Metabolic engineering of higher plants and algae for isoprenoid production

Chase Kempinski, Zuodong Jiang, Stephen Bell, Joe Chappell

Research output: Contribution to journalArticlepeer-review

37 Scopus citations

Abstract

Isoprenoids are a class of compounds derived from the five carbon precursors, dimethylallyl diphosphate, and isopentenyl diphosphate. These molecules present incredible natural chemical diversity, which can be valuable for humans in many aspects such as cosmetics, agriculture, and medicine. However, many terpenoids are only produced in small quantities by their natural hosts and can be difficult to generate synthetically. Therefore, much interest and effort has been directed toward capturing the genetic blueprint for their biochemistry and engineering it into alternative hosts such as plants and algae. These autotrophic organisms are attractive when compared to traditional microbial platforms because of their ability to utilize atmospheric CO2 as a carbon substrate instead of supplied carbon sources like glucose. This chapter will summarize important techniques and strategies for engineering the accumulation of isoprenoid metabolites into higher plants and algae by choosing the correct host, avoiding endogenous regulatory mechanisms, and optimizing potential flux into the target compound. Future endeavors will build on these efforts by fine-tuning product accumulation levels via the vast amount of available “-omic” data and devising metabolic engineering schemes that integrate this into a whole-organism approach. With the development of high-throughput transformation protocols and synthetic biology molecular tools, we have only begun to harness the power and utility of plant and algae metabolic engineering.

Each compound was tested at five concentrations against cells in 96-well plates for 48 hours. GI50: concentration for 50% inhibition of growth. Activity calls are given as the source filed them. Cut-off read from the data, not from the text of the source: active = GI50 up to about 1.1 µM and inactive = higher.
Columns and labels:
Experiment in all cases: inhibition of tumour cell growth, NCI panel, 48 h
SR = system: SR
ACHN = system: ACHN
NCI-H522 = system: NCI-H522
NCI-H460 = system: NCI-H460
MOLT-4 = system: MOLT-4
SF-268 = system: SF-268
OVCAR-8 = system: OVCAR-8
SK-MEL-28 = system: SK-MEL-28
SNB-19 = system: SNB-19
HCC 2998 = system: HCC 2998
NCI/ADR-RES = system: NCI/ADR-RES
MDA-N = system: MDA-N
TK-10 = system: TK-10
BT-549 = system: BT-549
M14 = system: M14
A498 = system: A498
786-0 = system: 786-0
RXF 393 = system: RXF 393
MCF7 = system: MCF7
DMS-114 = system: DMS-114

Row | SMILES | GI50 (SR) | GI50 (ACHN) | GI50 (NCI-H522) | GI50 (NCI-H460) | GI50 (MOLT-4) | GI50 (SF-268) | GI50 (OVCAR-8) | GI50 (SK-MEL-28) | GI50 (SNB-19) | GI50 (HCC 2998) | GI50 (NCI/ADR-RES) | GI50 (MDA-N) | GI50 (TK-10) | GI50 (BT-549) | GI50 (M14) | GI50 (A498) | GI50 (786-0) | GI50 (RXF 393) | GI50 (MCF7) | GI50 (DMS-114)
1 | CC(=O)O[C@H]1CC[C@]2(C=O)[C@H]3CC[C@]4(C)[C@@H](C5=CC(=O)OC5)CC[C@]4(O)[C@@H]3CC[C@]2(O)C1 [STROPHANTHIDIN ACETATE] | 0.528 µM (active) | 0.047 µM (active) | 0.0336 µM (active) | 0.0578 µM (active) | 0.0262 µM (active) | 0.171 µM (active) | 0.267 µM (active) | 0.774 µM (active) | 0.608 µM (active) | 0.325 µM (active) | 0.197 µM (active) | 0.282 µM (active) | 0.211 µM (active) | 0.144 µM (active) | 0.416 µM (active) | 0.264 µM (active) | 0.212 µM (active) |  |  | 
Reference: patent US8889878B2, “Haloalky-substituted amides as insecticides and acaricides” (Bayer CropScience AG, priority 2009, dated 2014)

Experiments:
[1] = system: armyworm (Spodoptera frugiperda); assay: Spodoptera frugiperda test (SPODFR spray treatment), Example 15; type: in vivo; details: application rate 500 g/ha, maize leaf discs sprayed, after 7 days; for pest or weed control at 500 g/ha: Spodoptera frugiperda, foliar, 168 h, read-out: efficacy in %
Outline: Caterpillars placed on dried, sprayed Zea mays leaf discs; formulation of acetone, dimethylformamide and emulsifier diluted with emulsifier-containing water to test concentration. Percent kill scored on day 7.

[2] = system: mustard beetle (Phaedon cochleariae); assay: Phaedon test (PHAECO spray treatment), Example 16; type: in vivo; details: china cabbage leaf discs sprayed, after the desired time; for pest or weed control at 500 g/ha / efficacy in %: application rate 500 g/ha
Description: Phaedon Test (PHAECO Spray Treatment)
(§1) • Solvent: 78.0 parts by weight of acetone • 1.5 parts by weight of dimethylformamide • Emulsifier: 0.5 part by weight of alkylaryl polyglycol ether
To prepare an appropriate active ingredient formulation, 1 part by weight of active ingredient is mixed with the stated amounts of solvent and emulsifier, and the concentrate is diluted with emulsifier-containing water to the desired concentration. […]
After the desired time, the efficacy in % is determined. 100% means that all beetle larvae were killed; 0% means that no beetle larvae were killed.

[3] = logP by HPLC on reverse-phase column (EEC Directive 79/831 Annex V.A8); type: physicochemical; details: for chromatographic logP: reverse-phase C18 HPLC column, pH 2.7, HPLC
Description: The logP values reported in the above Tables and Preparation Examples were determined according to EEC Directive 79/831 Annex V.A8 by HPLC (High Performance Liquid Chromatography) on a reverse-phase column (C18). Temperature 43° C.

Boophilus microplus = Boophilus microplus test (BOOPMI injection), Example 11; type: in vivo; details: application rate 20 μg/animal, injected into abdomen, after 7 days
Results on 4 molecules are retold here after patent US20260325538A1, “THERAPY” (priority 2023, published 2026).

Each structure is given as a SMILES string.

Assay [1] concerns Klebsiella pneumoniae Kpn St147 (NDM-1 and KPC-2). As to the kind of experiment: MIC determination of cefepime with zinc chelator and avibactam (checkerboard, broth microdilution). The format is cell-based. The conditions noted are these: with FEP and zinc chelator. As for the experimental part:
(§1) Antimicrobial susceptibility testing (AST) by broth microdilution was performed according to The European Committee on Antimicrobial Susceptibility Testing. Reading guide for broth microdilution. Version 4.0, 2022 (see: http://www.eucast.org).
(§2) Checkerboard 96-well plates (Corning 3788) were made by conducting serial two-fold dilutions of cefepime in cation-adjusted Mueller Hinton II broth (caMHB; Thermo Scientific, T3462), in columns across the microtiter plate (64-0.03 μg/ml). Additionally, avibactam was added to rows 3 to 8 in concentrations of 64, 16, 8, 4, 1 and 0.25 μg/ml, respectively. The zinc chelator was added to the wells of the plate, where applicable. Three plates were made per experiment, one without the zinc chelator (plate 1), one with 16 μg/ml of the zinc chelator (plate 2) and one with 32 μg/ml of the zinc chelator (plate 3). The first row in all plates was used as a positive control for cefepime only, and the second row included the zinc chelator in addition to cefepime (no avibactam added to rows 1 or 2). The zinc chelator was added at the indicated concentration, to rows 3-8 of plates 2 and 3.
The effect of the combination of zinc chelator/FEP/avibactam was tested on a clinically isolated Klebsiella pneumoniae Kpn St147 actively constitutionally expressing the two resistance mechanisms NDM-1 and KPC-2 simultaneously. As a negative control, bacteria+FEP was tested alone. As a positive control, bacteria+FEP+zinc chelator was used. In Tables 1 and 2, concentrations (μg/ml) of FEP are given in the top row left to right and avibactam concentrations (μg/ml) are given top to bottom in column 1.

Original languageEnglish
Pages (from-to)161-199
Number of pages39
JournalAdvances in Biochemical Engineering/Biotechnology
Volume148
DOIs
StatePublished - 2015

Bibliographical note

Funding Information:
Work from the Chappell laboratory mentioned in this chapter has been supported by the USDA, DOE, NSF, and by Sapphire Energy, Inc. The authors are also grateful for the many insightful discussions with past and current members of the Chappell laboratory.

Publisher Copyright:
© Springer International Publishing Switzerland 2015.

Keywords

  • Algae
  • Carbon neutral
  • Engineering
  • Genetic engineering
  • Genetically modified
  • Isoprenoids
  • Metabolic
  • Metabolism
  • Mevalonic acid
  • Mitochondria
  • Natural products
  • Organisms
  • Pathway
  • Phosphate pathway
  • Plastid
  • Prenyl transferase
  • Sub-cellular
  • Synthase
  • Synthetic biology
  • Terpene
  • Terpenoids
  • Tissue-specific
  •   Methylerythritol
  •  Biotechnology
  •  Plants

ASJC Scopus subject areas

  • Biotechnology
  • Bioengineering
  • Applied Microbiology and Biotechnology

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